RTH Foundation

We offer Stroke Education, Support Groups and a Stroke Referral Center.

If you or someone you know has had a stroke, or if you would like more information on preventing a stroke, please call our office to schedule a visit.  You can also visit us on our web-site at www.ocstroke.org or www.rthfoundation.org.  You don’t have to struggle thru this alone, let us help.  Call us today and get the help you need.

We are a nonprofit Foundation:

  • That provides stroke survivors and their families a single source of care and family support
  • Offers carefully trained therapists who will work with stroke patients to enable them to lead full and productive lives
  • Allows patients and family members a source for educational information and emotional support, regardless of age, race or economic status.

We are committed to healing, training, education and support so that the causes of strokes, a leading and debilitating cause of disability and death, can be prevented, and so that the often devastating after-effects of a stroke can be mitigated.

The Stroke Support Group meets the 2nd and 4th Tuesday of each month from 1:30PM to 3:00PM in Suite 110 of the Roxanna Todd Hodges Foundation Office. For any questions or if you want to register, please contact Janet French at (888) 794-9466 or (949) 916-1597.

Importance of Stroke Support Groups Stroke survivors and their family members, friends and others need a Stroke Support Group. This support group is a community organization where they learn more about stroke, share their experiences about stroke, and become inspired to move forward after their stroke. Since a stroke can be very isolating, it is important for Stroke Survivors to meet regularly with other members who will help each of them face and overcome common challenges. They achieve this by sharing experiences and encouraging one another during the group meetings. The stroke support group is a place for stroke survivors and caregivers to make new friends, socialize, gain realistic feedback, help others and find meaning in life that may have been lacking in their lives since their stroke. Stroke Support Groups often are the key to uncovering the hidden strengths in many survivors with the warmth, acceptance and emotional support that is needed after a stroke. Family and friends provide important support, but stroke support groups can also play a vital role in stroke recovery. They can decrease the isolation that survivors and family experience, and introduce new friends to replace those often lost after the stroke. Social support is important in stroke recovery as social isolation has been called a risk factor for a poor outcome after stroke. A Stroke Support Group empowers members with information and provides emotional support that promotes good health and better quality of life. Since survivors not only face new disabilities with possible medical complications, it is so important that they receive information to prevent recurrent strokes. Stroke support groups offer a place to provide growth and flexibility where members can have their needs managed. Survivors can become more involved by discovering new ways to find a richer life after stroke by finding individualized goal setting, self-help and self-discovery by participating in a Stroke Support Group.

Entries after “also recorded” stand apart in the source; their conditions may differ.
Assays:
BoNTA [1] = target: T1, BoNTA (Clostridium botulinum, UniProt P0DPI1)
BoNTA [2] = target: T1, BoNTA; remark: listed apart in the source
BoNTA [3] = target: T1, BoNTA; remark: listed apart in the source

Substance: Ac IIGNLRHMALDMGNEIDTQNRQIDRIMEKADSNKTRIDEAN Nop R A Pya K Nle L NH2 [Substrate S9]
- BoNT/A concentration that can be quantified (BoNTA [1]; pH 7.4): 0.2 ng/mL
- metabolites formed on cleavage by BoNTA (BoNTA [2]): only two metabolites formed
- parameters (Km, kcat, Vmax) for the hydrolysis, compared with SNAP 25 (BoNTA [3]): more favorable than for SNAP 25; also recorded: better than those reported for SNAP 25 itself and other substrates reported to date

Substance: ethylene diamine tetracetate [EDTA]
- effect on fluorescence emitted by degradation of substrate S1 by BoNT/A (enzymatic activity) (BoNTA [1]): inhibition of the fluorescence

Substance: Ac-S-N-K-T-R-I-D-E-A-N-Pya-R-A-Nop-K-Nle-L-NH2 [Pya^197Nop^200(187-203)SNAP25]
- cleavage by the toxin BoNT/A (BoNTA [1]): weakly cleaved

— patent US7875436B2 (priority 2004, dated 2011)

Stroke survivors are natural candidates for stroke support groups. Through mutual help and support they experience and discover individual possibilities with even more potentials. These groups provide feedback that validates the survivor’s own feelings and expectations and it is a healthy approach to ongoing rehabilitation. It gives each survivor a feeling of hope and adds to increased satisfaction in life.


I have the right… to take care of myself. This is not an act of selfishness. It will give me the capability of taking better care of my relative. I have the right… to seek help from others even though my relatives may object. I recognize the limits of my own endurance and strength. I have the right… to maintain facets of my own life that do not include the person I care for, just as I would if he or she were healthy. I know that I do everything that I reasonably can for this person, and I have the right to do some things just for myself. I have the right… to get angry, be depressed, and express other difficult feelings occasionally. I have the right… to reject any attempts by my relative (either conscious or unconscious) to manipulate me through guilt, and or depression. I have the right… to receive consideration, affection, forgiveness, and acceptance for what I do from my loved one for as long as I offer these qualities in return. I have the right… to take pride in what I am accomplishing and to applaud the courage it has sometimes taken to meet the needs of my relative. I have the right… to protect my individuality and my right to make a life for myself that will sustain me in the time when my relative no longer needs my full-time help.

I have the right… to expect and demand that as new strides are made in finding resources to aid physically and mentally impaired persons in our country, similar strides will be made towards aiding and supporting caregivers.